Nick is predominantly a cultural sociologist working across a variety of areas. He has worked mostly in the area of spatial inquiry with a specific interest into the phenomenon known as Lifestyle Migration or Seachange. Nick has also published and worked in the area of climate change adaptation especially with coastal communities in Gippsland. Along with this, he has broad interests in other facets of social and cultural life which are demonstrated in the publications. Nick’s research interests can be slotted into three categories:
(1) Space, Place, Culture and Identity
Nick’s research into Lifestyle Migration examines the role that place has in the lifestyle choices of individuals. In particular, the impact of environmental and cultural amenity on the identity of people is a specific interest. How people interact with their communities and also the non-human natural world is important here. In reference to Lifestyle Migration, the interplay between city and country is something Nick is very interested in.
(2) Social Theory and Cultural Sociology
As a former co-convener of the Cultural Sociology Thematic Group, Nick has a particular interest in the growing sub-discipline of cultural sociology. This includes questions of methodology and research approaches under the paradigm of the ‘Strong Program’ of cultural sociology developed by the Yale Cultural Sociology School. In more specific cases, Nick is interested in the interplay between culture and society and other institutions including media, sport, politics and nature. Alongside this, Nick has a continuing interest in social theory, its application and the continuing debates surrounding it.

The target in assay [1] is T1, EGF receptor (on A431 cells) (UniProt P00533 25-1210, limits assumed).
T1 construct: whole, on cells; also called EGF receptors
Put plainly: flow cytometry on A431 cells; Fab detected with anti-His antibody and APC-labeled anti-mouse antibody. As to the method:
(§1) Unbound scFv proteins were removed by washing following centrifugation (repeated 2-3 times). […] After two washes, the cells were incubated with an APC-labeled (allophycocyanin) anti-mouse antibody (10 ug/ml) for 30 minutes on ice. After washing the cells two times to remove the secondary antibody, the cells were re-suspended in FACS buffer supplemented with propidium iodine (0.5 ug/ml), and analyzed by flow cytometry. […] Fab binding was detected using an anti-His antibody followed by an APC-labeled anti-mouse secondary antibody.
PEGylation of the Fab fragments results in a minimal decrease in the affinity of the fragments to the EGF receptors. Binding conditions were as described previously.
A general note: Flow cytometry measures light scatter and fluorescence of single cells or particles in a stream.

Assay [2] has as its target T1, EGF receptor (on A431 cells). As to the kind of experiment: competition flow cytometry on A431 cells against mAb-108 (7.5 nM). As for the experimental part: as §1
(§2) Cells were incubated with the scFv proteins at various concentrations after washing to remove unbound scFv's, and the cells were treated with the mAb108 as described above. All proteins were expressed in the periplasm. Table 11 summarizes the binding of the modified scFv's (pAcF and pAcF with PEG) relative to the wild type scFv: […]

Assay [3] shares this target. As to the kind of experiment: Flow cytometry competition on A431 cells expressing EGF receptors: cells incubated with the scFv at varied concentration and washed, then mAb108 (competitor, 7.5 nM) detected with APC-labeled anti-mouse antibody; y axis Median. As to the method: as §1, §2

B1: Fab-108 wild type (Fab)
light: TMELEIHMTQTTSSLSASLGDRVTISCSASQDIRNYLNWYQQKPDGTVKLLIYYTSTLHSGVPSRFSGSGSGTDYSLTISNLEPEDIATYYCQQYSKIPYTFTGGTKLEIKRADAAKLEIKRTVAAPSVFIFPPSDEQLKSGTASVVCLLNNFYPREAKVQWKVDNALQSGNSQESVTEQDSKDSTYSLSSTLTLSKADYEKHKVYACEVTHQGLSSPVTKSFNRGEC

(3) Australian rural and urban societies
Nick has a strong commitment to understanding regional societies and communities and their needs and equity concerns. In relation to climate change adaptation, he has a strong commitment to exploring how we might approach future impacts of climate change equitably across both the city and country. Nick aims to continue working with the regional communities especially in Gippsland in not only climate change issues but other important rural/regional issues.
Current research projects
Second Homes and Coastal Communities – Small Grant Research Scheme
With Felicity Picken (UTAS), Nick is running a project in the Bass Coast Shire in the coastal communities of Inverloch and Philip Island. The aim of this project is to understand the interplay between second homes (holiday homes) and the coastal communities where they are situated. More specifically the project seeks to understand the drivers of second home ownership and the future intentions of the owners of these. Furthermore the project will also seek to compare attitudes to place, community and sustainability between groups of lifestyle migrants and second home owners. Using both quantitative and qualitative measures, this ‘pilot’ will provide a unique and important understanding on what the complexities of second-home ownership are and what resources will potentially be required in the future as people move down for permanent residency from Melbourne and beyond.